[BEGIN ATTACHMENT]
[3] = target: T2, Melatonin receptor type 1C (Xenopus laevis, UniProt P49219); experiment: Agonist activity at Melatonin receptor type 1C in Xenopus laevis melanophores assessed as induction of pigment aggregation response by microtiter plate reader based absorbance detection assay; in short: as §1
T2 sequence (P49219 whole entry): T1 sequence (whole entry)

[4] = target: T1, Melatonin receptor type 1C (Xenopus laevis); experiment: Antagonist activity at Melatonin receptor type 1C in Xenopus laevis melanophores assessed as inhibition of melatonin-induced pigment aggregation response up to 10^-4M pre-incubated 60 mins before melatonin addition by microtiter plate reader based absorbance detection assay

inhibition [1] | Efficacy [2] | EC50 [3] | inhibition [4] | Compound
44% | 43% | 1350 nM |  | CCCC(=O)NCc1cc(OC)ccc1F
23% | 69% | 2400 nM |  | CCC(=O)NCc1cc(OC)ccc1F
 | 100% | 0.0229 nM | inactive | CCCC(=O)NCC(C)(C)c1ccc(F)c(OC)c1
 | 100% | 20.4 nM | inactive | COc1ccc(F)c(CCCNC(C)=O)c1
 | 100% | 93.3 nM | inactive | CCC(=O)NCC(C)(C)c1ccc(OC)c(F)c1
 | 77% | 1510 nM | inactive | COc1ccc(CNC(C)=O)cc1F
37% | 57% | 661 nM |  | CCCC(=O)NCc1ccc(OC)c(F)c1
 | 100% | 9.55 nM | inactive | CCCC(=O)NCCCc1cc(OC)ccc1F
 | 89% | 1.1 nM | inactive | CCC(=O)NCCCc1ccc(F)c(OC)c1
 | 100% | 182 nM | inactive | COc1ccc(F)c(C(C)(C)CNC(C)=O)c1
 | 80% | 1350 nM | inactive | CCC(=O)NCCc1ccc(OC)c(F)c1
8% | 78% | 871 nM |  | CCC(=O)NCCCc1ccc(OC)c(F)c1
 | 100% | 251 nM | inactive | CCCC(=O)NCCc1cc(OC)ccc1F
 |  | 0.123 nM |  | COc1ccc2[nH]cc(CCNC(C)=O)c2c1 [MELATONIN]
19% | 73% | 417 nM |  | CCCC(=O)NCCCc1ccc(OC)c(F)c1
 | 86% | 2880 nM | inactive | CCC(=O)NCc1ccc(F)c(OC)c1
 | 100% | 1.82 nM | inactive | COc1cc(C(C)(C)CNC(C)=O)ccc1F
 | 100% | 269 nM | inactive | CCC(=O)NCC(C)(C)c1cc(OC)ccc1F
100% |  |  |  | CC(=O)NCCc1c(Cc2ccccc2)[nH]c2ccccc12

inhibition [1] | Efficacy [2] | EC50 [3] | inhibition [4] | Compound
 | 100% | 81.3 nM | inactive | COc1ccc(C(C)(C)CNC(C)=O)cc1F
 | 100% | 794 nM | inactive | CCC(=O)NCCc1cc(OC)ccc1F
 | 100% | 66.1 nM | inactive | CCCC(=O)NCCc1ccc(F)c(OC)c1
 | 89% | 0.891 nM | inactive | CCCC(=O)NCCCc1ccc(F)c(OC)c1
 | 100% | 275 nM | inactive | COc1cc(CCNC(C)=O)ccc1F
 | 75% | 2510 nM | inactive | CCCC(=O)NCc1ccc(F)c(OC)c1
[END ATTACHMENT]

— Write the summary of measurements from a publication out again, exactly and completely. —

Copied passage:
[3] = target: T2, Melatonin receptor type 1C (Xenopus laevis, UniProt P49219); experiment: Agonist activity at Melatonin receptor type 1C in Xenopus laevis melanophores assessed as induction of pigment aggregation response by microtiter plate reader based absorbance detection assay; in short: as §1
T2 sequence (P49219 whole entry): T1 sequence (whole entry)

[4] = target: T1, Melatonin receptor type 1C (Xenopus laevis); experiment: Antagonist activity at Melatonin receptor type 1C in Xenopus laevis melanophores assessed as inhibition of melatonin-induced pigment aggregation response up to 10^-4M pre-incubated 60 mins before melatonin addition by microtiter plate reader based absorbance detection assay

inhibition [1] | Efficacy [2] | EC50 [3] | inhibition [4] | Compound
44% | 43% | 1350 nM |  | CCCC(=O)NCc1cc(OC)ccc1F
23% | 69% | 2400 nM |  | CCC(=O)NCc1cc(OC)ccc1F
 | 100% | 0.0229 nM | inactive | CCCC(=O)NCC(C)(C)c1ccc(F)c(OC)c1
 | 100% | 20.4 nM | inactive | COc1ccc(F)c(CCCNC(C)=O)c1
 | 100% | 93.3 nM | inactive | CCC(=O)NCC(C)(C)c1ccc(OC)c(F)c1
 | 77% | 1510 nM | inactive | COc1ccc(CNC(C)=O)cc1F
37% | 57% | 661 nM |  | CCCC(=O)NCc1ccc(OC)c(F)c1
 | 100% | 9.55 nM | inactive | CCCC(=O)NCCCc1cc(OC)ccc1F
 | 89% | 1.1 nM | inactive | CCC(=O)NCCCc1ccc(F)c(OC)c1
 | 100% | 182 nM | inactive | COc1ccc(F)c(C(C)(C)CNC(C)=O)c1
 | 80% | 1350 nM | inactive | CCC(=O)NCCc1ccc(OC)c(F)c1
8% | 78% | 871 nM |  | CCC(=O)NCCCc1ccc(OC)c(F)c1
 | 100% | 251 nM | inactive | CCCC(=O)NCCc1cc(OC)ccc1F
 |  | 0.123 nM |  | COc1ccc2[nH]cc(CCNC(C)=O)c2c1 [MELATONIN]
19% | 73% | 417 nM |  | CCCC(=O)NCCCc1ccc(OC)c(F)c1
 | 86% | 2880 nM | inactive | CCC(=O)NCc1ccc(F)c(OC)c1
 | 100% | 1.82 nM | inactive | COc1cc(C(C)(C)CNC(C)=O)ccc1F
 | 100% | 269 nM | inactive | CCC(=O)NCC(C)(C)c1cc(OC)ccc1F
100% |  |  |  | CC(=O)NCCc1c(Cc2ccccc2)[nH]c2ccccc12

inhibition [1] | Efficacy [2] | EC50 [3] | inhibition [4] | Compound
 | 100% | 81.3 nM | inactive | COc1ccc(C(C)(C)CNC(C)=O)cc1F
 | 100% | 794 nM | inactive | CCC(=O)NCCc1cc(OC)ccc1F
 | 100% | 66.1 nM | inactive | CCCC(=O)NCCc1ccc(F)c(OC)c1
 | 89% | 0.891 nM | inactive | CCCC(=O)NCCCc1ccc(F)c(OC)c1
 | 100% | 275 nM | inactive | COc1cc(CCNC(C)=O)ccc1F
 | 75% | 2510 nM | inactive | CCCC(=O)NCc1ccc(F)c(OC)c1